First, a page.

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Hudson Valley News
Mon May 13, 2013
Report Shows Declining School Enrollment in the Hudson Valley
School enrollment is declining in New York’s Hudson Valley. A new report shows projections through 2020, and already has three years of numbers demonstrating the downward trend.
The report, entitled “The Empty Classroom Syndrome,” looks at enrollment projections for 114 public school districts across nine Hudson Valley counties – Columbia, Dutchess, Greene, Orange, Putnam, Rockland, Sullivan, Ulster, and Westchester. Newburgh-based non-profit planning and policy organization Pattern for Progress released the report. Here’s Pattern’s President and CEO Jonathan Drapkin.
He says the decline is felt less acutely for the county closest to New York City – Westchester, and more acutely for Columbia and Greene Counties.
David Albert is a spokesman for the New York State School Boards Association.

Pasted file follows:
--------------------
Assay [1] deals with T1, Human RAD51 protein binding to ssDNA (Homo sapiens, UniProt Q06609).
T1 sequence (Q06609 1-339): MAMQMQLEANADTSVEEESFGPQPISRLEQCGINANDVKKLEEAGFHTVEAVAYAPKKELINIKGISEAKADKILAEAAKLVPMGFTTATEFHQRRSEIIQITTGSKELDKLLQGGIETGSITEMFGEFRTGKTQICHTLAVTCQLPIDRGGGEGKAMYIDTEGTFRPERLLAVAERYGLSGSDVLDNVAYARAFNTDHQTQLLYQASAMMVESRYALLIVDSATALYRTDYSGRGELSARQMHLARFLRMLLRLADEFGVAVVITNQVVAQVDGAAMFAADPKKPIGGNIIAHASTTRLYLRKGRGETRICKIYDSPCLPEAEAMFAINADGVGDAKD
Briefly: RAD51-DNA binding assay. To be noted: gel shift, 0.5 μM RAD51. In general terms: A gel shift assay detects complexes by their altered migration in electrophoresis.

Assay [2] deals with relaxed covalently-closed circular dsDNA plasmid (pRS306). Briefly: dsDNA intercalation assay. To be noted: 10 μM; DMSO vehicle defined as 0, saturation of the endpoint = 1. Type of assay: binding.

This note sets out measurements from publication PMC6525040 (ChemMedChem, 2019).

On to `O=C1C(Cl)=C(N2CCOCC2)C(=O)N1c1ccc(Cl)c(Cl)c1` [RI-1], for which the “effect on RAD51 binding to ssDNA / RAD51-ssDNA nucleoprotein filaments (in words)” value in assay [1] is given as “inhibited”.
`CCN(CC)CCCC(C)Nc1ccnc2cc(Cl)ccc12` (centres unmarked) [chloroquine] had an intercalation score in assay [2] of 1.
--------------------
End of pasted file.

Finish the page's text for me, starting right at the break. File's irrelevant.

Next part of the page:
Robert Lowry is a spokesman for the New York State Council of School Superintendents. He sees the Hudson Valley as catching up in decline, so to speak, with other areas of the state.
Pattern’s Drapkin says once a school district and its community acknowledge a major trend of declining enrollment, the discussion of what to do comes into play; everything from a merger to shared services, or the regionalization of services, such as for teaching languages, and Advanced Placement, or AP, courses.
The School Boards Association’s Albert says school closures are difficult decisions, both emotionally and logistically, and he cites transportation and community issues as factors.
And here’s the Council of School Superintendents’ Lowry.
Both he and Drapkin cite the high pension and health benefits costs continuing despite declining enrollment, and the state mandated 2-percent property tax cap as a further cost constraint.
When it comes to a merger or closure, Pattern does not become involved in the district’s decision.
The Pattern report “The Empty Classroom Syndrome” is a follow-up to the organization’s “Closed Schools, Open Mind” report from 2012. Below is a link to the new report.
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